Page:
Lower dividends from banks in the near term


MALAYSIAN banks are expected to offer a lower dividend payout for the upcoming first quarter amid a challenging operating environment.

The local banking sector has been seen as defensive high dividend plays but Kenanga Investment Bank Bhd analyst Ahmad Ramzani Ramli said economic slowdown and the risk of deteriorating asset quality could see banks having a hard time to deliver the same payout as in 2019.

“Earnings will be volatile as impairment allowances likely to be volatile underpinned by a moderate/ slow credit demand.

“The (recent) stimulus package is not enough and what is needed is a fiscal stimulus to support credit demand and business confidence.

“Until then, banking performance will be muted with a dividend unlikely to be repeated as it was in 2019,” he told The Malaysian Reserve (TMR) recently.

Last Friday, RAM Rating Services Bhd (RAM Ratings) said it had observed a trend of higher dividend payouts by banks in the country during the latest round of financial results.

The rating agency said this was the scenario against the backdrop of a cloudy outlook on loan growth and build-up of excess capital, and added that banks’ capital positions are envisaged to remain solid after their dividend payments.

Financial Institution Ratings co-head Wong Yin Ching said the Malaysian banking sector wrapped up 2019 with a muted 3.9% loan expansion — a multi-year low.

“Already having had to contend with the US-China trade tensions and anaemic global growth, the global Covid-19 outbreak and domestic political uncertainties are expected to further constrict credit demand.

“For 2020, loan growth is likely to clock in below that of 2019,” she said in a statement.

Ahmad Ramzani concurred with RAM Ratings’ observations on the higher dividend payouts by banks for last year’s fourth quarter.

“The banks’ common equity tier-1 and capital ratio are above regulatory reserves. Loan growth is moderate and asset quality is still resilient with no sign of major deterioration.

“Hence, excess/surplus capital is not needed and readily available. What better way to reward shareholders by giving them higher dividends?” he said.

MIDF Amanah Investment Bank Bhd senior analyst Imran Yassin Yusof observed a similar trend in bank dividends in the latest financial results announcements.

“We observed banks’ have gravitated towards declaring a higher portion of cash dividends as opposed to retaining some capital through dividend reinvestment plans (DRP).

“We believe this is due to the fact that banks have built up their capital position to a strong level and well above the requirements set by Bank Negara Malaysia.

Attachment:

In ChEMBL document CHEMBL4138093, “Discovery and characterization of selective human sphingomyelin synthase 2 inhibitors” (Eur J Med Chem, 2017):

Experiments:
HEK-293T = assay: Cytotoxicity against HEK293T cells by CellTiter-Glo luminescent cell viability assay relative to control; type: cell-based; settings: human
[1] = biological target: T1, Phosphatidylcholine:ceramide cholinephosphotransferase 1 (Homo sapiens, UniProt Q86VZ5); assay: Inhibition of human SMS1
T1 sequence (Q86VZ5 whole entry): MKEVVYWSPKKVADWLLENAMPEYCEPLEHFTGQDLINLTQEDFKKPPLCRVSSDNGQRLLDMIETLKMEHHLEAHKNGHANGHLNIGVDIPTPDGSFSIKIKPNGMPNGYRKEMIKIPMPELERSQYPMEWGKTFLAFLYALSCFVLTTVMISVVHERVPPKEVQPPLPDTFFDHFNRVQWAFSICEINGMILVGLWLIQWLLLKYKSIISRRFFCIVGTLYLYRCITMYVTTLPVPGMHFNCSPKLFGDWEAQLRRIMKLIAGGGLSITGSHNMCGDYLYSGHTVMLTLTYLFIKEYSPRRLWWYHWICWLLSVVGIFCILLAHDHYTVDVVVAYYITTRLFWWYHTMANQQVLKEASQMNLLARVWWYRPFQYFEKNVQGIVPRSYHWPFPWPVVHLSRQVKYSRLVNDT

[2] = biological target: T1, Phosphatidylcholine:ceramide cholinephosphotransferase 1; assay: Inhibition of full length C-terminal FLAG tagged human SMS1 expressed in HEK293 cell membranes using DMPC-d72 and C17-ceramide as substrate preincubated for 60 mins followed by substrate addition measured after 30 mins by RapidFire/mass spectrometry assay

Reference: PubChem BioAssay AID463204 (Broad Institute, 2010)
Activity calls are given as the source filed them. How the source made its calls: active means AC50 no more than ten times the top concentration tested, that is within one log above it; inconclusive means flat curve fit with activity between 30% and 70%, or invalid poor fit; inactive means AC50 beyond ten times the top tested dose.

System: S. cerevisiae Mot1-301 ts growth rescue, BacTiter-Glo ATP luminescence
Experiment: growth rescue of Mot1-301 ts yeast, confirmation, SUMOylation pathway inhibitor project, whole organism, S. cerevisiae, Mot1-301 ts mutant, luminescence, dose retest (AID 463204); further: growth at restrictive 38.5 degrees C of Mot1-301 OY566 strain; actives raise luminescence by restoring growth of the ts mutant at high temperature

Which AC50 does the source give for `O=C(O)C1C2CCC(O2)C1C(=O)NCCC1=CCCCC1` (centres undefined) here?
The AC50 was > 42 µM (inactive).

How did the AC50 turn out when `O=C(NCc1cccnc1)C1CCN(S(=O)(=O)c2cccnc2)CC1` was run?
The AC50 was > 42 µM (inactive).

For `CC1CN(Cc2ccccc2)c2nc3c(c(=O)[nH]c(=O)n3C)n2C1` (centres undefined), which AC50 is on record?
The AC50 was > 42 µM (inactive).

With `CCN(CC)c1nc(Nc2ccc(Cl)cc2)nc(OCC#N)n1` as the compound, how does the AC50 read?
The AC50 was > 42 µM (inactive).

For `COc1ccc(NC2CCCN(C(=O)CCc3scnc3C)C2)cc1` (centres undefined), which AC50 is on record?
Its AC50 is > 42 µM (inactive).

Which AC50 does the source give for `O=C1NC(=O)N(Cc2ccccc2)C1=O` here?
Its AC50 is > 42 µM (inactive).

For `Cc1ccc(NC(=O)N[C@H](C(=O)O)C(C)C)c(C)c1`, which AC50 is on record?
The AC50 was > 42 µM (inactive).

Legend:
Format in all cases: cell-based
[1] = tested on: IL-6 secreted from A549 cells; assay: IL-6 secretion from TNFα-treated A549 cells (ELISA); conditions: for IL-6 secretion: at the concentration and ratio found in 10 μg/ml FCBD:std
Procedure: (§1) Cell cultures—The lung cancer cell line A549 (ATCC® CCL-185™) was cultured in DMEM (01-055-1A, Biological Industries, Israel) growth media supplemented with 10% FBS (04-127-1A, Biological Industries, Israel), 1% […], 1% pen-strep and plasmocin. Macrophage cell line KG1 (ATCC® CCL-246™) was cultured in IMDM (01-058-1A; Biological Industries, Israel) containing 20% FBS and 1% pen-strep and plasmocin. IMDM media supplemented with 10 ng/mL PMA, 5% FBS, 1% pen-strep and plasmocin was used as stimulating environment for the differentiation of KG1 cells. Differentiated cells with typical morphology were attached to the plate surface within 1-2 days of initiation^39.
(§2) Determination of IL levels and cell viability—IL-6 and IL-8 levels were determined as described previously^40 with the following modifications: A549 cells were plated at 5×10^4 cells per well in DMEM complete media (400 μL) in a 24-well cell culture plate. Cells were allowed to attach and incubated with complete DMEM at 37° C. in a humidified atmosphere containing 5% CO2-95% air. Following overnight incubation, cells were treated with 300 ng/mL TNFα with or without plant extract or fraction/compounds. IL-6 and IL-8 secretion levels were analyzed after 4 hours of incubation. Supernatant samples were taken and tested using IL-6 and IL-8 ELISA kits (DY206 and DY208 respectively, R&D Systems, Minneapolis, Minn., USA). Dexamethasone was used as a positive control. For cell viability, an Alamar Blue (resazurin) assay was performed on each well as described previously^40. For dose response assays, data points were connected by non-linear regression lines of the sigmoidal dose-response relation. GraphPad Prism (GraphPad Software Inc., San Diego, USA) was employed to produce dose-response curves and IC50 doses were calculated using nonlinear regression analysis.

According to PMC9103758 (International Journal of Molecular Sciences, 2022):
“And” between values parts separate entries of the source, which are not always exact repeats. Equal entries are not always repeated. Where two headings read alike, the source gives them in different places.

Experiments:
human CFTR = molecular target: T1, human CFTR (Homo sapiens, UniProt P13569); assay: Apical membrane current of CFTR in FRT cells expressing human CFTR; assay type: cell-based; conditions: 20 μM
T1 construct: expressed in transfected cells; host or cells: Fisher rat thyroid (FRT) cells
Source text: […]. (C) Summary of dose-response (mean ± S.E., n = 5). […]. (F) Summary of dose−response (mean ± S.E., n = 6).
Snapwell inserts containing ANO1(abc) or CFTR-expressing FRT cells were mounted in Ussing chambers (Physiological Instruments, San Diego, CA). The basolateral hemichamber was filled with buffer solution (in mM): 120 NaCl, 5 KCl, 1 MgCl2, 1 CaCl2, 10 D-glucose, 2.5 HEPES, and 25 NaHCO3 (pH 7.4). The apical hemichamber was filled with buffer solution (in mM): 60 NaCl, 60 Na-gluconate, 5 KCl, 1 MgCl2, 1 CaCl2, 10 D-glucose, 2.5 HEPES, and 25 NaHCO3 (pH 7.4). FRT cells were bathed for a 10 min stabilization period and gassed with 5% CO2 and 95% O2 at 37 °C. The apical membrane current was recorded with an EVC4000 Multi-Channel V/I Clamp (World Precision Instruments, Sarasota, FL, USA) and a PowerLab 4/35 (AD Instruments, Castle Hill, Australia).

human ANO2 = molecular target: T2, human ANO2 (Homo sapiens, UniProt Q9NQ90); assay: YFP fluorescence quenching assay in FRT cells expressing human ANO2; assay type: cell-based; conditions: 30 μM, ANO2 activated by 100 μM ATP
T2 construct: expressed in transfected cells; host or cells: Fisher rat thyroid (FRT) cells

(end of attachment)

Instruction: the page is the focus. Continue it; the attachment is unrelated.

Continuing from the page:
“Hence, it does not have to retain as much capital as before. Also, by paying out more dividends, banks can also manage their return-onequity better,” he told TMR.

Imran Yassin added that the firm is cognisant of the headwinds the banks will be facing from this year.

While he expects net interest margin compression to come from the Overnight Policy Rate cuts and pressure to banks’ interest income, non-interest income (NOII) will moderate the loss.

“This is due to the fact that we expect similar trends from last year where banks’ saw strong NOII growth stemming from treasury activities,” he said.

Imran noted that asset quality will also face some pressure which should affect provisions level.

“There could be some leeway on the treatment of restructured and rescheduled accounts. We do expect banks’ earnings to be stable this year. With this and the fact that banks’ capital position remains solid, we expect banks’ dividend for this year to at least match that of last year,” he said.

He said banks’ will continue to look at all cash dividends which should enhance their appeal and moderate any downside risk to share prices.

Hong Leong Investment Bank Bhd research analyst Chan Jit Hoong said banks have been dishing out higher dividend payouts.

“In a muted growth environment, maybe banks are thinking along the lines whereby it is better to offer more dividends to shareholders. No point hoarding cash at this juncture. Their capital ratios remain robust,” he told TMR.

Chan noted that banks usually do not pay dividends in the first quarter (1Q), but will only do it in 2Q and 4Q.

“Malayan Banking Bhd, for example, dished out some 88% of dividends in cash. This is extraordinary as they typically run rate is only circa 78% with DRP in place. Before DRP, they were only doing circa 60% payout in cash,” he said.

Chan added that it will continue to be a tough operating environment for banks, especially in a rate cut environment.

Even with the stimulus package in place, he believes it is hard to spur both consumer and business sentiment at this juncture.